On Letting the IT Department Set Up My Machine

A few months ago, I asked my SFA Manager to get me access to my email from outside the company firewall. He gave me a RSA keyfob and set up two dial-up connections in XP for me to use to connect to the company intranet, so I could check my email from outside the office.

That wasn’t at all sufficient in my mind. I have broadband at home. I purchased a WiFi card with my own money for my laptop. I stay at a Wyndham on purpose (because the broadband connection is free if you’re a ByRequest member). I wanted to have access to the company intranet via broadband without any hassles.

I asked many times if this was possible. Each time I got a slightly different answer, ranging from a ‘no’ at first to a ‘yes, but we have to come to your house to install a firewall’ as the latest answer.

I finally got fed up with excuses and asked my boss for access to my email outside the office via a broadband connection, so that I could check my email while I was at the Wyndham in Atlanta yesterday and today. That was a week ago last Friday. It was still the SFA Manager’s job to get the request processed, but at least now he could do so with some authority.

On Monday of this week, as of 10:00am I didn’t know how to access the company email servers from the Wyndham yet, so I asked the SFA Manager’s immediate supervisor why I didn’t have anything set up, or taught to me yet.

Within 10 minutes, an IT person was in my office with a floppy disk with some VPN software on it, and a print out of instructions on how to login to the network via VPN.

I let the IT person do their job: installing the software, setting up the basics of the VPN account, and walking me through the process… and when that IT person ran into an error, he said he thought the error was something with the VPN server that he was going to check.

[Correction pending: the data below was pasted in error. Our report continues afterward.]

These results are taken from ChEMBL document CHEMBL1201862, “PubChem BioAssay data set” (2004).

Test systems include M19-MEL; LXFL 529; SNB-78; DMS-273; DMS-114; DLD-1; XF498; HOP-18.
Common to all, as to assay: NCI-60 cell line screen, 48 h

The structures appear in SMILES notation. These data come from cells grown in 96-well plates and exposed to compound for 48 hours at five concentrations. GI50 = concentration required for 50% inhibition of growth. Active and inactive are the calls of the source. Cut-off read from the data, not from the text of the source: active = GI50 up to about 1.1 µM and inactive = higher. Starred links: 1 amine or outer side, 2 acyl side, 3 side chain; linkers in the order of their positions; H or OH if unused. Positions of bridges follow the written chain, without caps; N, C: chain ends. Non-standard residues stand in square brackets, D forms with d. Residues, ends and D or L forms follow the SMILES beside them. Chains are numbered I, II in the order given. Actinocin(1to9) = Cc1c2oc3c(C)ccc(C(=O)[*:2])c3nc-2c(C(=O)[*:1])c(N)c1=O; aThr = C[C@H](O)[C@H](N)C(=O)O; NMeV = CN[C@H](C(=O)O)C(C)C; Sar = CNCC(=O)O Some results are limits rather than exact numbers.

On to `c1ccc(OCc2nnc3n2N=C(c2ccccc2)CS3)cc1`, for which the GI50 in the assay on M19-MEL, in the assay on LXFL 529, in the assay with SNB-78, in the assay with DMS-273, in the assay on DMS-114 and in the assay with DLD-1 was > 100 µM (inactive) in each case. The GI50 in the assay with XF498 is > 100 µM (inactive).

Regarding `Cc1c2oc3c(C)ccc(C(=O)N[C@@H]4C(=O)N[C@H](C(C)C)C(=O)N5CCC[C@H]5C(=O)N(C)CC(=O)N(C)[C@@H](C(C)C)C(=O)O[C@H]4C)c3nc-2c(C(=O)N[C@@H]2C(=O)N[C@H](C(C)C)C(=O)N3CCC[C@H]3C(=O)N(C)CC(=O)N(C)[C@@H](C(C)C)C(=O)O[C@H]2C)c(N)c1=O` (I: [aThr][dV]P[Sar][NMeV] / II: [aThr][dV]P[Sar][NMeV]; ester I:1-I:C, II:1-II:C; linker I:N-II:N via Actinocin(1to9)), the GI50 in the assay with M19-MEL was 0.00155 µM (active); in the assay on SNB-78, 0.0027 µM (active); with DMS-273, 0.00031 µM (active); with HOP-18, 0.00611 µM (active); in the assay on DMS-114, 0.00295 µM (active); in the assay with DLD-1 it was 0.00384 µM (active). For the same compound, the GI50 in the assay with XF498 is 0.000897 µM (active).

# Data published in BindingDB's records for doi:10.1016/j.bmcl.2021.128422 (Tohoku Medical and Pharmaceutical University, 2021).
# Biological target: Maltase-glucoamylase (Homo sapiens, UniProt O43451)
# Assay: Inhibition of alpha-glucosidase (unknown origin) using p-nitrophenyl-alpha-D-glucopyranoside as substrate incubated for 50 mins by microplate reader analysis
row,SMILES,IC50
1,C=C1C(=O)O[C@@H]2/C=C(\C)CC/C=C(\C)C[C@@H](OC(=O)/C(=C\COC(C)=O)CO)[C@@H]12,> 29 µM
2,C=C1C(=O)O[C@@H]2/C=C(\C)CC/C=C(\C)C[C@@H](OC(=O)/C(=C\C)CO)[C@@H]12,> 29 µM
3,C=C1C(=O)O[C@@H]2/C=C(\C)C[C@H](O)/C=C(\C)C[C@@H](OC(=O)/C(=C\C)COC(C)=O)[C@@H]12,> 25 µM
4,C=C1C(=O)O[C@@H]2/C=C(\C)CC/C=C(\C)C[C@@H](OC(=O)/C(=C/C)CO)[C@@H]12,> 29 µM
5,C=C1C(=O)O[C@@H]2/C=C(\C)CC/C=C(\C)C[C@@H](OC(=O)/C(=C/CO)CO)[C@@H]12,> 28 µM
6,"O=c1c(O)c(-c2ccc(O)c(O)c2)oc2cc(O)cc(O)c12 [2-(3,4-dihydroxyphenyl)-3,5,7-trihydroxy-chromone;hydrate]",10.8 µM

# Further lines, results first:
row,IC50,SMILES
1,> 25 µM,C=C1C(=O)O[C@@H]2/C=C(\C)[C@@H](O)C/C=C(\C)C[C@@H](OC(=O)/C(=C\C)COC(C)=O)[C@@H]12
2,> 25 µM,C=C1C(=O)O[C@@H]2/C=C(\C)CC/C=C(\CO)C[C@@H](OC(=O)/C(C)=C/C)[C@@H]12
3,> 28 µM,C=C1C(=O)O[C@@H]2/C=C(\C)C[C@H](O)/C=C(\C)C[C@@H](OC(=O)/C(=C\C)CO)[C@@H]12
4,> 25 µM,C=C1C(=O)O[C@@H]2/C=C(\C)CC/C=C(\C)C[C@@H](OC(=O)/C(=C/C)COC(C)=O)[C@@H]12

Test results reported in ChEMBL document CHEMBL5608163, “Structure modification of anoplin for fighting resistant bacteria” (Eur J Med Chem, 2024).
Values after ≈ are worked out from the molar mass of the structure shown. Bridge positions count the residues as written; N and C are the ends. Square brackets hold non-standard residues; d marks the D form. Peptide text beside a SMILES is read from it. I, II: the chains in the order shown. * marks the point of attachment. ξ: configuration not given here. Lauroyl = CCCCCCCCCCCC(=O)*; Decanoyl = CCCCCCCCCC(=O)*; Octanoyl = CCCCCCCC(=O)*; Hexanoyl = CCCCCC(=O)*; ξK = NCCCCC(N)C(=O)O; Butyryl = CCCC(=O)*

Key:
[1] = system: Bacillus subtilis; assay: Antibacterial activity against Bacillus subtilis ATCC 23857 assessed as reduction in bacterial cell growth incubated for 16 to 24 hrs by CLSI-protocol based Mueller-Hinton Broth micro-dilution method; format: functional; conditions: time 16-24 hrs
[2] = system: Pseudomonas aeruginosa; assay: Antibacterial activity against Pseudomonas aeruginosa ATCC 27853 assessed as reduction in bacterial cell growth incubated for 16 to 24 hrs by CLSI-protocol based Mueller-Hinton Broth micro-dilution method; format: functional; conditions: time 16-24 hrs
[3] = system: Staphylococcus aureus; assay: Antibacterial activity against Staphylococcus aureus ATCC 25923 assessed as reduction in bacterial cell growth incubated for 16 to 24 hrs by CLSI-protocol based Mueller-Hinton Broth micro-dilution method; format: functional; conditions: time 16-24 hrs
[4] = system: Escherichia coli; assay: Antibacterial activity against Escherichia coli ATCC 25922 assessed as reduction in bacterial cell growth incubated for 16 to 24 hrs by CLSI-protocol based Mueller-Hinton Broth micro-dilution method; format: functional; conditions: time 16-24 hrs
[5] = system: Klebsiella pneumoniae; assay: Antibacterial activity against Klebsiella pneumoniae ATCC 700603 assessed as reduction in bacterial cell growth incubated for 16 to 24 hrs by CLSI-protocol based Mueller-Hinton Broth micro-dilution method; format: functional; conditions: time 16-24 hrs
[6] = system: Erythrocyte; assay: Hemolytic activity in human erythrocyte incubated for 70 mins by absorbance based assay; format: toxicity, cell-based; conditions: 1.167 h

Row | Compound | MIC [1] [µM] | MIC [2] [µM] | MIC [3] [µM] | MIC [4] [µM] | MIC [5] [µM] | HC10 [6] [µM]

Now, I only had 30 minutes before I had to leave the office to catch a plane, so I didn’t follow up with that person before I left for Atlanta. I assumed everything would ‘just work’ when I got to my destination.

After checking into the hotel later that night, I took a shower, ordered room-service, and enjoyed the season Finale of “The Practice” before trying to log into the network via VPN over the Wayport connection in my hotel room.

Hmmm…. same error I was seeing at the office.

I called the tech that set up the software on his cell phone (he told me to call anytime).

The tech called his boss and they talked about what the problem might be, and his boss called me. He got my voicemail for some reason, and I didn’t ever touch base with him.

After a few tries at logging in via the ‘default’ setup I was given before I pulled out the instructions and read them.

The tech had set up the VPN access incorrectly. There was no way I was ever going to login using the default connection he’d set up, so I fixed it myself, and all was hunky dory.

The lessons here:

1. IT folks should check everything for the people they support. (If I’d been a less technical person, I doubt I could have figured out the problem). (If I’d have been a more senior manager, I’m sure I could have raised hell about the poor setup that the tech did).

2. If someone had stolen my computer, they could have easily hacked into the company’s VPN after breaking my XP password (it’s pretty easy to do I’m told) and the instructions for logging into our VPN were in the side-pocket of my computer bag, because that’s where the tech told me to put them, and I’d placed my keys (with the RSA keyfob) into the computer bag for easier traveling through the airport security.

3. XP has a built-in firewall option (or at least that what it looks like in the ‘Advanced’ tab of a LAN connection. (Not that I pretend to know a damned thing about XP).

Can anyone shed any light on why a firewall is needed on a computer that has a VPN client running connected to a VPN server?

2 Responses to “On Letting the IT Department Set Up My Machine”

  • When you attach your machine to an intranet via a VPN you also extend the intranet out to your machine. Therefore your machine is now a potential gateway from the Internet into the intranet. A firewall between you and the Internet is in fact a small piece of the firewall around your intranet.

  • Or, phrased differently, some VPN software is (mis)configured such that the public internet can still attack your machine while you’re connected to the VPN — instead of limiting inbound traffic to only VPN traffic. This means that if they successfully broke into your machine through the public net while you were connected, they could hack into the VPN through your machine.

Leave a Reply